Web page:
Tax plan: Everything financial advisers need to know about the final bill

The latest version has many changes from current law that would affect advisers and clients

Dec 18, 2017 @ 2:22 pm

By Greg Iacurci

After days of negotiations, Republican leaders aim to present a final tax bill to Congress for a vote this week, in hopes of getting it to the president's desk for signature by Christmas.

The bill — the Tax Cuts and Jobs Act — reconciles some of the substantial differences in the Senate and House legislation, and contains some important provisions for financial advisers and their clients.

Here are the bill's highlights for financial advisers, reflecting the 2018 tax year. Most changes on the individual side would revert to current law after 2025 unless extended by Congress.


The plan maintains the current seven marginal income tax brackets. There are several changes, including a cut to the top rate. Here are the breakouts:


10% ($0-$9,525); 12% ($9,525-$38,700); 22% ($38,700-$82,500); 24% ($82,500-$157,500); 32% ($157,500-$200,000); 35% ($200,000-$500,000); and 37% ($500,000+).

(Current law: 10% ($0-$9,525), 15% ($9,525-$38,700), 25% ($38,700-$93,700), 28% ($93,700-$195,450), 33% ($195,450-$424,950), 35% ($424,950-$426,700) and 39.6% ($426,700+)).


10% ($0-$19,050); 12% ($19,050-$77,400); 22% ($77,400-$165,000); 24% ($165,000-$315,000); 32% ($315,000-$400,000); 35% ($400,000-$600,000); and 37% ($600,000+).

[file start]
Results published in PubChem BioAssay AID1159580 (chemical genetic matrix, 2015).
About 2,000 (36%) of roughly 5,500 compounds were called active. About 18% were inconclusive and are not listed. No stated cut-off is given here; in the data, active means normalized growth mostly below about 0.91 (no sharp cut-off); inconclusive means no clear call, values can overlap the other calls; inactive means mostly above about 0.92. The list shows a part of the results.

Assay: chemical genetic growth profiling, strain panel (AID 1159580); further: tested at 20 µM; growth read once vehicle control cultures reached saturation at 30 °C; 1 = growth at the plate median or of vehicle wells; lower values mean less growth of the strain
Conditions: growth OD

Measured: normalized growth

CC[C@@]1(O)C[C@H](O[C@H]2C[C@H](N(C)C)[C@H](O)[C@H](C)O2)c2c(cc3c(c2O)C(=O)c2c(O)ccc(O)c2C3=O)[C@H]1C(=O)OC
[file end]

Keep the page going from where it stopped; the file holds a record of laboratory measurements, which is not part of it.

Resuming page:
(Current law: 10% ($0-$19,050), 15% ($19,050-$77,400), 25% ($77,400-$156,150), 28% ($156,150-$237,950), 33% ($237,950-$424,950), 35% ($424,950-$480,050) and 39.6% ($480,050+)).


The bill provides a 20% tax deduction for pass-through income. Pass-through businesses, such as partnerships, S corporations and sole proprietorships, are ones in which the owners pay their business taxes on their personal tax returns.

However, there are some limitations: The 20% deduction is capped at the greater of: (a) 50% of wage income paid to employees and reported on a W-2, or (b) 25% of wage income plus 2.5% of the cost of tangible, depreciable property owned by the business. Further, the deduction generally doesn't apply to several service businesses, such as those in financial and brokerage services.

These limitations don't apply to those with income less than $157,500 for individuals and $315,000 for couples. The limitations phase in over a $50,000 range ($100,000 for couples).


Long-term capital gains tax rates remain the same, at 0%, 15% and 20% (plus a 3.8% tax on net investment income for high-income taxpayers). However, the income breakouts are slightly different from current law: 0% (applies to taxable income of less than $77,200 for couples); 15% (over $77,200); 20% (over $479,000).

Also, the controversial "first-in, first-out" (FIFO) provision from the Senate bill isn't in the final bill.


The bill preserves the AMT, which ensures individuals pay a minimum level of tax, but increases the exemption level so the tax would apply to fewer individuals. The bill raises the exemption amount to $109,400 for couples (from $86,200) and $70,300 for singles (from $55,400).

The exemption phases out after $1 million for couples and $500,000 for singles (up from $164,100 and $123,100, respectively).


Doubles the estate-tax threshold. The 40% tax would apply to estate values above $11.2 million for individuals, and $22.4 million for couples.